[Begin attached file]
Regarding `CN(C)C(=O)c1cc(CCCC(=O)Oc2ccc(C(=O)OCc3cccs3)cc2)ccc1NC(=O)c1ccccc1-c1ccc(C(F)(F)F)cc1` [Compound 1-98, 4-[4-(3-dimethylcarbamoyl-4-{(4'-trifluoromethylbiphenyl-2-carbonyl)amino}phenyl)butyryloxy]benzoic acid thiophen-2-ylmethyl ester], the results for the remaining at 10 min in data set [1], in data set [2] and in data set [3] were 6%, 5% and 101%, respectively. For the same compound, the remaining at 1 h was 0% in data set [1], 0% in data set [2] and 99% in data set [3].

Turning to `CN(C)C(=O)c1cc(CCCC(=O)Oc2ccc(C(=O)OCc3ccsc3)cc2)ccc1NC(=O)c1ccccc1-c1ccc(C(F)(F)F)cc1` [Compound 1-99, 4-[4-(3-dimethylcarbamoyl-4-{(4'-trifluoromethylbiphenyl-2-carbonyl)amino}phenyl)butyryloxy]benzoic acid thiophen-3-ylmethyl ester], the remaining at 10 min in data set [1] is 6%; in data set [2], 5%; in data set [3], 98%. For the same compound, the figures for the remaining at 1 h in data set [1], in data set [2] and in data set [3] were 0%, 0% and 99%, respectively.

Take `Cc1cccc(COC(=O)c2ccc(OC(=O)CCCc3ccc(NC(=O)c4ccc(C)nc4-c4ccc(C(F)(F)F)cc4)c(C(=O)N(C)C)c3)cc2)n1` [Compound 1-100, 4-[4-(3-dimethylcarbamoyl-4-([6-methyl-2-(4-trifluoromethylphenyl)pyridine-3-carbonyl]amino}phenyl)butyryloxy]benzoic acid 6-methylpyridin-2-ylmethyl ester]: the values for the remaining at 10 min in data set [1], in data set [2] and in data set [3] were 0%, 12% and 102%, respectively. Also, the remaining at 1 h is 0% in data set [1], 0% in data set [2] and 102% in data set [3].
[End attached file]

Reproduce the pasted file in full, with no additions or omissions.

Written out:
Regarding `CN(C)C(=O)c1cc(CCCC(=O)Oc2ccc(C(=O)OCc3cccs3)cc2)ccc1NC(=O)c1ccccc1-c1ccc(C(F)(F)F)cc1` [Compound 1-98, 4-[4-(3-dimethylcarbamoyl-4-{(4'-trifluoromethylbiphenyl-2-carbonyl)amino}phenyl)butyryloxy]benzoic acid thiophen-2-ylmethyl ester], the results for the remaining at 10 min in data set [1], in data set [2] and in data set [3] were 6%, 5% and 101%, respectively. For the same compound, the remaining at 1 h was 0% in data set [1], 0% in data set [2] and 99% in data set [3].

Turning to `CN(C)C(=O)c1cc(CCCC(=O)Oc2ccc(C(=O)OCc3ccsc3)cc2)ccc1NC(=O)c1ccccc1-c1ccc(C(F)(F)F)cc1` [Compound 1-99, 4-[4-(3-dimethylcarbamoyl-4-{(4'-trifluoromethylbiphenyl-2-carbonyl)amino}phenyl)butyryloxy]benzoic acid thiophen-3-ylmethyl ester], the remaining at 10 min in data set [1] is 6%; in data set [2], 5%; in data set [3], 98%. For the same compound, the figures for the remaining at 1 h in data set [1], in data set [2] and in data set [3] were 0%, 0% and 99%, respectively.

Take `Cc1cccc(COC(=O)c2ccc(OC(=O)CCCc3ccc(NC(=O)c4ccc(C)nc4-c4ccc(C(F)(F)F)cc4)c(C(=O)N(C)C)c3)cc2)n1` [Compound 1-100, 4-[4-(3-dimethylcarbamoyl-4-([6-methyl-2-(4-trifluoromethylphenyl)pyridine-3-carbonyl]amino}phenyl)butyryloxy]benzoic acid 6-methylpyridin-2-ylmethyl ester]: the values for the remaining at 10 min in data set [1], in data set [2] and in data set [3] were 0%, 12% and 102%, respectively. Also, the remaining at 1 h is 0% in data set [1], 0% in data set [2] and 102% in data set [3].